Job Interview Answers
Last week I found an interesting book called business.marc8.com/ebook-info.php/name/ultimate_guide_to_job_interview_answers/toc_id/1-0-1-17">Ultimate Guide To Job Interview Answers. Having myself hired many people I was intrigued what the book had to offer. Of course before being responsible for hiring people, I had been on the opposite side of the table -- being interviewed.
I have seen 90% of job interviews going over the same old questions, again and again. Sometimes the questions were funny and sometimes they were just irritating. This is because of "allocation of labor" -- the HR may not understand the exact requirements of R&D. Even if the candidate is perfect for R&D, the person may get screened out during the selection process.
Coming back to the book, I surfed through the authors comments, customer testimonials and table of contents of the book. When I went through some of the sample questions, I felt that this is what I would have asked if I were the interviewer.
Here are some interview question/answer I found interesting.
Q. What have you learned from your mistakes?
A. "Good question. Well, I have been successful at every job I have had, but I have had the normal ups and downs. I'd say that I do actively try to monitor my work habits and the quality of my work so that I can constantly be improving myself. FOR EXAMPLE, I have had one or two hiccups with customers where their satisfaction was not where I thought it was. I learned that I have to really monitor certain difficult customers closely and "take their temperature" so I can keep their satisfaction level as high as possible. Have you had any customers like that here?"
Q. Give me an example of a problem you faced on the job, and tell me how you solved it.
A. "I try to take a systematic approach to problem solving where I take the time to gather the relevant data, clearly define the problem or goal, then come up with possible solutions. I think it is important to get the information and clarify the problem first before you start coming up with possible solutions, or wasting other people's time. FOR INSTANCE, when I was at Job "X" ...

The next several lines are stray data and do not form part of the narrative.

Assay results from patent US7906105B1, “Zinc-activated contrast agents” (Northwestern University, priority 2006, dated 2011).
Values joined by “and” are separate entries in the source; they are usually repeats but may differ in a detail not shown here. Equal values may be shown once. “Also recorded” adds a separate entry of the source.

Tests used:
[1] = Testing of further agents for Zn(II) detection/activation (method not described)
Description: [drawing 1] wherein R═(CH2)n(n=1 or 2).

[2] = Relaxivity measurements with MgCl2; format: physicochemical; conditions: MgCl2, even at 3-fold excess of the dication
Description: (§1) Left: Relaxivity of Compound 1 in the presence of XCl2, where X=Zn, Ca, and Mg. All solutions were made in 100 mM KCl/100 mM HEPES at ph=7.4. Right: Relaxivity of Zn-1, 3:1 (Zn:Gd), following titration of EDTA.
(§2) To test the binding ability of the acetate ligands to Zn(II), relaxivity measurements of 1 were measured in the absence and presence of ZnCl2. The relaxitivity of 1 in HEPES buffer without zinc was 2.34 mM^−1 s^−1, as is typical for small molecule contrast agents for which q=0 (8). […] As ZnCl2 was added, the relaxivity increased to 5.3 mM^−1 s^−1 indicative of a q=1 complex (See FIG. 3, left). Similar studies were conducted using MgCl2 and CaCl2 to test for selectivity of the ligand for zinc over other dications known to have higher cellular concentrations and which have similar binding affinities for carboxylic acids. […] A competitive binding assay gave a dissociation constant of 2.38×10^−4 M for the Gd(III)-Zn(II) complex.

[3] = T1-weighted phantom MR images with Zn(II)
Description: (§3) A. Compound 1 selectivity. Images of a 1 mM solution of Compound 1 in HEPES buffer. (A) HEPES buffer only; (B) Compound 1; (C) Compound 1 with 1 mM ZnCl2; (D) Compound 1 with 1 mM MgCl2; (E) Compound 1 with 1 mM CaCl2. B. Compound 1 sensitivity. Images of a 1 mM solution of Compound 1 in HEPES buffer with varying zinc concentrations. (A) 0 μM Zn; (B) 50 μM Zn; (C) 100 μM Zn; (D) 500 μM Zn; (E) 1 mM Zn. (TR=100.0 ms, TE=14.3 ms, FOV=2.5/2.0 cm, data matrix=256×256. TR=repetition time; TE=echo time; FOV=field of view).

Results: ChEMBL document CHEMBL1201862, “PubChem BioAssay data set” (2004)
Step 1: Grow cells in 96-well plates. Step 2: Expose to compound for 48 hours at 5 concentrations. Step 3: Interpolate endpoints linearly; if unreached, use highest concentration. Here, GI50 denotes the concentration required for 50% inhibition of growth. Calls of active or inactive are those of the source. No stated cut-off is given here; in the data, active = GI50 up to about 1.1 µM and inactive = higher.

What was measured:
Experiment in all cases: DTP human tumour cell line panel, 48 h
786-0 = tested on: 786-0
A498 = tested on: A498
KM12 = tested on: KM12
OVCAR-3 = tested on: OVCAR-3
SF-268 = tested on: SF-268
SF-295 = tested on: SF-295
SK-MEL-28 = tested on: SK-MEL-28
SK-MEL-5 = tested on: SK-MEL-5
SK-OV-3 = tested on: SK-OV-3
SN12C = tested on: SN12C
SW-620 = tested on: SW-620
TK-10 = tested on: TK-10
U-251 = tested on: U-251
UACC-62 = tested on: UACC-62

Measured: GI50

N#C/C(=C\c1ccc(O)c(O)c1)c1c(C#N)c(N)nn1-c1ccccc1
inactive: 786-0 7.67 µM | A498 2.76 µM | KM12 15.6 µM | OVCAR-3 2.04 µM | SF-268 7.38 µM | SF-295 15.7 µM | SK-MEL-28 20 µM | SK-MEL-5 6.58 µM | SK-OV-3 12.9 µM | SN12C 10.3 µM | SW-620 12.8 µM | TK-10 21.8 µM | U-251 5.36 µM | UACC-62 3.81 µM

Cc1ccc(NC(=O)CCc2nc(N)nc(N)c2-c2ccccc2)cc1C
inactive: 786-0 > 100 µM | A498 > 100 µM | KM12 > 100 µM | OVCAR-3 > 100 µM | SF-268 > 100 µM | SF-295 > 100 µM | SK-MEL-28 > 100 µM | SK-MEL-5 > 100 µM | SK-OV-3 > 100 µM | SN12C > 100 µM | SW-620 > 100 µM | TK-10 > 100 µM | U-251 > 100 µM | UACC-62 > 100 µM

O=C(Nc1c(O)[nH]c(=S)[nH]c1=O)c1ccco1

What kinds of challenges are you currently facing in your department? How tough a position does this put you in? What could the ideal candidate do to help solve this problem in his or her first three months on the job?"
Q. Describe a situation when working with a team produced more successful results than if you had completed the project on your own.
A. "Working with others allows you data-mine other people's skills and experiences, get perspectives and ideas that you would not have on your own, and check the quality of your own work before it goes out the door. FOR EXAMPLE, at Job "X" I worked with many great people. I was able to "pick their brains" -- so to speak -- about the effectiveness of various techniques, estimates on how long it would take to get various things done, etc. I would not have been able to do my job as effectively with out them. Will there be the opportunity to work in team situations at this job?"
I wish you all the best in your next job interview!
Sanjib Ahmad, Product Consultant, business.marc8.com/">Business.Marc8.com - Business Best Sellers.
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There are thousands of individual rules for proper grammatical use of any given language; mostly, these are created, and then taught, in order to maximize understanding and minimize confusion. But the English language prohibition against "preposition stranding"--ending a sentence with a preposition like with, at, or of--is not like this. It is a fantastically stupid rule that when followed often has the effect of mangling a sentence. And yet for hundreds of years, schoolchildren have been taught to create disastrously awkward sentences like "With whom did you go?"
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Dryden does not state why he finds this to be "not elegant." And yet somehow this completely unexplained, tiny criticism, buried in his mountain of works, lodged itself in the grammarian mind, and continued to be taught for hundreds of years later. This casual little comment would arguably be Dryden's most enduring creation.